Interview with Adriana Casillas, CEO at Tebrio
Hi Adriana, tell us how you guys got involved in the edible insects world
The idea came up at the end of 2012. Sabas de Diego, co-founder and CTO of Tebrio, and I had been thinking about starting our own company for some time. He worked in the agri-food industry, within the pork sector, and I had just returned from the United States, where I had finished my degree in classical music and where I developed a professional career as a cellist and manager of artistic projects. We both shared a genuine concern for the environment, feeling somehow like environmental activists. And we agreed that if we were to take the leap, our company would have to be more than just a profitable business.
We didn’t want to become another cancer cell for the planet. So we studied several business options and decided to go into insect farming. We realized that the traditional model of agri-food production was exhausted, because livestock farming only took advantage of the animals in the upper chain. At the same time, agriculture had embarked on an unsustainable spiral of intensive production. None of this made any sense to us. Especially considering that there is a real threat of food shortages, because the population continues to grow, but the natural resources we use will not.
What products are you marketing at the moment?
We manufacture four products extracted from the tenebrio molitor insect, which are, broadly speaking, protein (:oProtein), fat (:oLipids), fertilizer (:oFrass) and chitosan.
:oProtein is a product designed for the production of animal feed, both for poultry farming and for the swine sector, aquaculture or pet food. It is a natural and sustainable ingredient extracted from the insect in its larval stage. It has more than 72% protein and a high oleic unsaturated fatty profile. It is a natural source of trace elements, rich in essential amino acids and vitamins A and B. It is 98% digestible and its traceability is fully assured and controlled.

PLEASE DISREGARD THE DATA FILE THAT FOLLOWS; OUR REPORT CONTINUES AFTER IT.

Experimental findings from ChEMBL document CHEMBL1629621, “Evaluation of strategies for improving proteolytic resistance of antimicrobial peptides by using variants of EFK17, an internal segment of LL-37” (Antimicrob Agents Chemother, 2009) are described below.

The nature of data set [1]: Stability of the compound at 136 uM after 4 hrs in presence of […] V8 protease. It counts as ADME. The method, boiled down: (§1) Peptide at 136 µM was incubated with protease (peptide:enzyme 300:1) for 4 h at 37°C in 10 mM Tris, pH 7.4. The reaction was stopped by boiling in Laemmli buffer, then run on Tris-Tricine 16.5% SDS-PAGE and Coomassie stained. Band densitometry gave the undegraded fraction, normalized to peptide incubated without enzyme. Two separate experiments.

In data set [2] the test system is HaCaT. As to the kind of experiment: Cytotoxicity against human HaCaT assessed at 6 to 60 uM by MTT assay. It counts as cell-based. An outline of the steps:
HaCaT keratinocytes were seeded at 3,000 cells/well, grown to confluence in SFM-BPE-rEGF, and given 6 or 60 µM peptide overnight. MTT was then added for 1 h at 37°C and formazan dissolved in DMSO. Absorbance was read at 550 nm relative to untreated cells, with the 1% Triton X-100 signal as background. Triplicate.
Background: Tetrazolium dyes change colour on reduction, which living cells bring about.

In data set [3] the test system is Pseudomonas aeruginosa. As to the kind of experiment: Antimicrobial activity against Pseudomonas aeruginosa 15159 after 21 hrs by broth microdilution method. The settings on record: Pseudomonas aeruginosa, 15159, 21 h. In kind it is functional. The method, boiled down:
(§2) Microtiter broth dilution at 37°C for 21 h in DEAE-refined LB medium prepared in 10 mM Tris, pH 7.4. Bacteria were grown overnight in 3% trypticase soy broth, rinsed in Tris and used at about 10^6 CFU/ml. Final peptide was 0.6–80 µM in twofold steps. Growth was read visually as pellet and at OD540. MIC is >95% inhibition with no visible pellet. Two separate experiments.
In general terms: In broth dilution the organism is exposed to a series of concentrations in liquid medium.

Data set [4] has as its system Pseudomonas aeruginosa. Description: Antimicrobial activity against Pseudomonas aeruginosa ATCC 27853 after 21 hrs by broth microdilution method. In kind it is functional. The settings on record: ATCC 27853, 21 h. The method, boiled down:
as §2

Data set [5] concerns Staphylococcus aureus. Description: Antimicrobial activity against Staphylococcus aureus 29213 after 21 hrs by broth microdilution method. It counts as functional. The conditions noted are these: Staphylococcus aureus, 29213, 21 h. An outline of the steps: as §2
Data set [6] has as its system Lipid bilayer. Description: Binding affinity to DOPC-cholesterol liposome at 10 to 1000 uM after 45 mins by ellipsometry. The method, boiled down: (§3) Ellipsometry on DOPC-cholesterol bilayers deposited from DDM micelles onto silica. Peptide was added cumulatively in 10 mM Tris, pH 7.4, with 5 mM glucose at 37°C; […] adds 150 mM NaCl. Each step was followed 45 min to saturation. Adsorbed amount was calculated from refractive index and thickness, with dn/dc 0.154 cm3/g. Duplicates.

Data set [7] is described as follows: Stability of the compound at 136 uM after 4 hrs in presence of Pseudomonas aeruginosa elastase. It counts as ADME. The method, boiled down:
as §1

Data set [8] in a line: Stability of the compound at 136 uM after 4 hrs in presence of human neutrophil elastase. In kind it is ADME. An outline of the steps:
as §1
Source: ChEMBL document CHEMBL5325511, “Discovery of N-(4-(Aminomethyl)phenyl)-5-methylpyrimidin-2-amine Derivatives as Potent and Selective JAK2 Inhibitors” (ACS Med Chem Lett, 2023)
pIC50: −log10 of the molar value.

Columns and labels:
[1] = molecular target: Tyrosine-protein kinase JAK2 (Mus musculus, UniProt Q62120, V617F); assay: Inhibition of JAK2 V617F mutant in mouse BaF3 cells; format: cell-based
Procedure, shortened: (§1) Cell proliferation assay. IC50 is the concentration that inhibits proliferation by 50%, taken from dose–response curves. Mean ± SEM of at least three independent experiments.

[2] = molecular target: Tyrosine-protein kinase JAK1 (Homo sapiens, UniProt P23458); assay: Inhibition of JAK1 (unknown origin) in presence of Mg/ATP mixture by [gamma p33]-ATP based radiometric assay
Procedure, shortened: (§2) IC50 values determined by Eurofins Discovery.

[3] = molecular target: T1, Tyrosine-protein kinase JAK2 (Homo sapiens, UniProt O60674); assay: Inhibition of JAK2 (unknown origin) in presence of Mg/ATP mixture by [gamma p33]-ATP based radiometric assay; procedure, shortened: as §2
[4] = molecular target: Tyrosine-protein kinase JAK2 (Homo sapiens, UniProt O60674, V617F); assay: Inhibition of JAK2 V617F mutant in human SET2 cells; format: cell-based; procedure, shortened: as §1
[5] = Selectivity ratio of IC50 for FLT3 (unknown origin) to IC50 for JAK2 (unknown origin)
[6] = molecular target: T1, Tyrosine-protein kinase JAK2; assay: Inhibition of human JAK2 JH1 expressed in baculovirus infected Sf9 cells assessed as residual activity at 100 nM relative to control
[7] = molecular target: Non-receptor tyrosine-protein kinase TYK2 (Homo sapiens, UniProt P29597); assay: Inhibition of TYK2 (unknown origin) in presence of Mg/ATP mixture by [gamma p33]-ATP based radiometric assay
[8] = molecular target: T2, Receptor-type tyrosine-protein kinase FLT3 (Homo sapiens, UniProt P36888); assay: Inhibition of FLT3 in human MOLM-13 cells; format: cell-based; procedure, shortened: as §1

:oLipids is an equally natural fat that works as a feed supplement. It has more than 75% of unsaturated fats, an oleic content of more than 40% and a profile very similar to that of olive oil. It also has a very low acidity.
Considering that a large percentage of the world’s arable land is devoted to animal feed production, :oProtein and :oLipids represent the opportunity we’ve been looking for to optimize land use and combat the global food deficit.
On the other hand, :oFrass is an organic biofertilizer obtained entirely from the excrements of the insect. It is ten times more effective than traditional fertilizers and is designed for both agricultural production and gardening. It is also suitable for organic cultivation, which is being promoted by the European Union with the Green Pact. It also has bio-phytofortifying capacity. It strengthens the systemic resistance of plants and activates them against the presence of pathogens. And because it has an optimal carbon/nitrogen ratio and a neutral pH, it enriches the soil instead of contaminating it.
And finally we have :oTosan, which is chitosan. A chitin derivative, which we obtain from the exoskeleton of the insect once it has transformed into a beetle. Chitosan has multiple bioindustrial applications. It is used in wastewater treatment; in the food industry as an additive; as a compound to control cholesterol in the medical field; in the production of cosmetic creams and biodegradable plastics; as a fungicide and fertilizer in agriculture; and as an enzyme immobilizing agent in the biotechnology sector. It also has antimicrobial, antiviral and antifungal properties.